Canadian Cycling Magazine

Rememberin­g Steve Smith in film

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Since Steve Smith’s untimely death in 2016, the legacy of the “Canadian Chainsaw” has reshaped the landscape of downhill racing in this country. The documentar­y Longlivech­ainsaw, released this past December, tells the full story of Smith’s inspiring career.

While Smith is known for reaching the top of the downhill world rankings, his story starts in Cassidy, B.C. The film leans hard into those Canadian roots. “Stevie is such a hero in Canada, and he was a really proud Canadian,” says Ian Dunn, one of the film’s producers, “We didn’t want to shy away from that.” In fact, the film continues Smith’s passion for promoting Canadian talent. All proceeds go directly to the Stevie Smith Legacy Foundation, which offers support to Canadian DH riders.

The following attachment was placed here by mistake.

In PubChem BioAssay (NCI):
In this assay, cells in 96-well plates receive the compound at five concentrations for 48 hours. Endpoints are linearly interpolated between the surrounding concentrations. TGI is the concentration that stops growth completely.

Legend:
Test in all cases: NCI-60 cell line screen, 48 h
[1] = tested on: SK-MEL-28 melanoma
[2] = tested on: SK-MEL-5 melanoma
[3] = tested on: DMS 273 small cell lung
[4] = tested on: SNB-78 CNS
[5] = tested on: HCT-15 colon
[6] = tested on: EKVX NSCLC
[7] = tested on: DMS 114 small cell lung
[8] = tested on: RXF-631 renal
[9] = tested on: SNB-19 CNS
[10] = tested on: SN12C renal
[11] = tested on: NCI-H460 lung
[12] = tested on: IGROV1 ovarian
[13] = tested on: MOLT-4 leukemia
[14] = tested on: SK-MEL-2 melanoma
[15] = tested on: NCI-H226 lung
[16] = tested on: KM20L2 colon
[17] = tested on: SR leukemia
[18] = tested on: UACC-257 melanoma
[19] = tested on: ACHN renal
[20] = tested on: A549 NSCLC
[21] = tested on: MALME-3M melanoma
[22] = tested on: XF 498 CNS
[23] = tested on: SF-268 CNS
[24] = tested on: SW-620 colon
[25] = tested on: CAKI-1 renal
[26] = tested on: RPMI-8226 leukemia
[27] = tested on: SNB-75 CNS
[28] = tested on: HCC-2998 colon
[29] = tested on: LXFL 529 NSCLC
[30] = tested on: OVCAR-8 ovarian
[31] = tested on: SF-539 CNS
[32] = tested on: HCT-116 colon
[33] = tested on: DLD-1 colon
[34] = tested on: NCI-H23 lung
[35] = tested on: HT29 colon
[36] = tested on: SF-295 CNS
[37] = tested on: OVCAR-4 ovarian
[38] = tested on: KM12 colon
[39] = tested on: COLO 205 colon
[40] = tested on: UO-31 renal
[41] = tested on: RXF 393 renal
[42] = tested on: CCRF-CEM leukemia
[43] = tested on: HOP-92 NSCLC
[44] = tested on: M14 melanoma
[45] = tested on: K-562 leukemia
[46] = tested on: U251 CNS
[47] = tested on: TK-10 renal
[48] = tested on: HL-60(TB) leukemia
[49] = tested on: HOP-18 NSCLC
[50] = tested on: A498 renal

The film’s production company – Anthill Films, based in Squamish – has a deep connection with Smith. It first introduced Stevie and his mom, Tianna – who would shuttle her son many times a day so he could improve – to the world in 2008’s Seasons. For the latest project, Anthill worked closely with the Smith family and foundation director Gabe Fox. Numerous filmmakers donated archival footage and their time to the project.

The result is a movie that is moving, but also joyous. It is about celebratin­g the way Smith lived, and the legacy he leaves behind, as much as it is about his death. “We’re quite close with a lot of the athletes who we work with, but we were big fans of Stevie, too,” Dunn says. “The way he lived life so full-on totally paired with how he rode his bike. We really wanted to show that as much as we could.”— Terrymckal­l

 ?? ?? Steve Smith
Steve Smith

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